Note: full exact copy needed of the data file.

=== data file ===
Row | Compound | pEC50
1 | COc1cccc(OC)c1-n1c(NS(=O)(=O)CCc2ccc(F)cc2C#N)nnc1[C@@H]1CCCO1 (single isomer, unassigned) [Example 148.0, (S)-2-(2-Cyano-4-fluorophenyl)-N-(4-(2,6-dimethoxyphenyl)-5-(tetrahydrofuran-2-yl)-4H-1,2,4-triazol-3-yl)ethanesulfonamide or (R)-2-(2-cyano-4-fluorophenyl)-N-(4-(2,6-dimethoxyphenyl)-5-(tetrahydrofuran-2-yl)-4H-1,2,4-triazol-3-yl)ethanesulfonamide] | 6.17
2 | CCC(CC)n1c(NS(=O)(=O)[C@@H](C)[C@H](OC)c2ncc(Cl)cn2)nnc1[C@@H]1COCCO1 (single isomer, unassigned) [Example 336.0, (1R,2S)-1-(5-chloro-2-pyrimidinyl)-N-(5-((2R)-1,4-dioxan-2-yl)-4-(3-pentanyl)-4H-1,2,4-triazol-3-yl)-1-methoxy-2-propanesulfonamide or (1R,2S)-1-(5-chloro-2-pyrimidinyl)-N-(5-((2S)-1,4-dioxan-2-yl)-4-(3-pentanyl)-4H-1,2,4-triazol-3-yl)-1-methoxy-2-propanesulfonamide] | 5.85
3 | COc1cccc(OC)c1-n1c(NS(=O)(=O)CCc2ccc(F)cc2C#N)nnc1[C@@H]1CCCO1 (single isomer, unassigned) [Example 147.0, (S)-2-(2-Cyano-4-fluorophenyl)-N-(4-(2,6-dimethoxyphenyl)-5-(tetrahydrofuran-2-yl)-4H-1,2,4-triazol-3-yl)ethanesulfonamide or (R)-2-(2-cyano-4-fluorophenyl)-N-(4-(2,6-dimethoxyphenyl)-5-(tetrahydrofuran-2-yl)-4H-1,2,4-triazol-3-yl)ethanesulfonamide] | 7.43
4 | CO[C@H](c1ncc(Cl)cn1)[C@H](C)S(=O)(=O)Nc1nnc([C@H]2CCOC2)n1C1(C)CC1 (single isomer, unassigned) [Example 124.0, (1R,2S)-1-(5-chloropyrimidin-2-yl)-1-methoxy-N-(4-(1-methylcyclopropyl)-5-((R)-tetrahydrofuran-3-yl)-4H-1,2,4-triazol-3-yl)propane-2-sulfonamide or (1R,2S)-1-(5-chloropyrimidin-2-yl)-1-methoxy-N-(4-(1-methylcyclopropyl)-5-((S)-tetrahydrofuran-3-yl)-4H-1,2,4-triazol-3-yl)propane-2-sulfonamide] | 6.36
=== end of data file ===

Row | Compound | pEC50
1 | COc1cccc(OC)c1-n1c(NS(=O)(=O)CCc2ccc(F)cc2C#N)nnc1[C@@H]1CCCO1 (single isomer, unassigned) [Example 148.0, (S)-2-(2-Cyano-4-fluorophenyl)-N-(4-(2,6-dimethoxyphenyl)-5-(tetrahydrofuran-2-yl)-4H-1,2,4-triazol-3-yl)ethanesulfonamide or (R)-2-(2-cyano-4-fluorophenyl)-N-(4-(2,6-dimethoxyphenyl)-5-(tetrahydrofuran-2-yl)-4H-1,2,4-triazol-3-yl)ethanesulfonamide] | 6.17
2 | CCC(CC)n1c(NS(=O)(=O)[C@@H](C)[C@H](OC)c2ncc(Cl)cn2)nnc1[C@@H]1COCCO1 (single isomer, unassigned) [Example 336.0, (1R,2S)-1-(5-chloro-2-pyrimidinyl)-N-(5-((2R)-1,4-dioxan-2-yl)-4-(3-pentanyl)-4H-1,2,4-triazol-3-yl)-1-methoxy-2-propanesulfonamide or (1R,2S)-1-(5-chloro-2-pyrimidinyl)-N-(5-((2S)-1,4-dioxan-2-yl)-4-(3-pentanyl)-4H-1,2,4-triazol-3-yl)-1-methoxy-2-propanesulfonamide] | 5.85
3 | COc1cccc(OC)c1-n1c(NS(=O)(=O)CCc2ccc(F)cc2C#N)nnc1[C@@H]1CCCO1 (single isomer, unassigned) [Example 147.0, (S)-2-(2-Cyano-4-fluorophenyl)-N-(4-(2,6-dimethoxyphenyl)-5-(tetrahydrofuran-2-yl)-4H-1,2,4-triazol-3-yl)ethanesulfonamide or (R)-2-(2-cyano-4-fluorophenyl)-N-(4-(2,6-dimethoxyphenyl)-5-(tetrahydrofuran-2-yl)-4H-1,2,4-triazol-3-yl)ethanesulfonamide] | 7.43
4 | CO[C@H](c1ncc(Cl)cn1)[C@H](C)S(=O)(=O)Nc1nnc([C@H]2CCOC2)n1C1(C)CC1 (single isomer, unassigned) [Example 124.0, (1R,2S)-1-(5-chloropyrimidin-2-yl)-1-methoxy-N-(4-(1-methylcyclopropyl)-5-((R)-tetrahydrofuran-3-yl)-4H-1,2,4-triazol-3-yl)propane-2-sulfonamide or (1R,2S)-1-(5-chloropyrimidin-2-yl)-1-methoxy-N-(4-(1-methylcyclopropyl)-5-((S)-tetrahydrofuran-3-yl)-4H-1,2,4-triazol-3-yl)propane-2-sulfonamide] | 6.36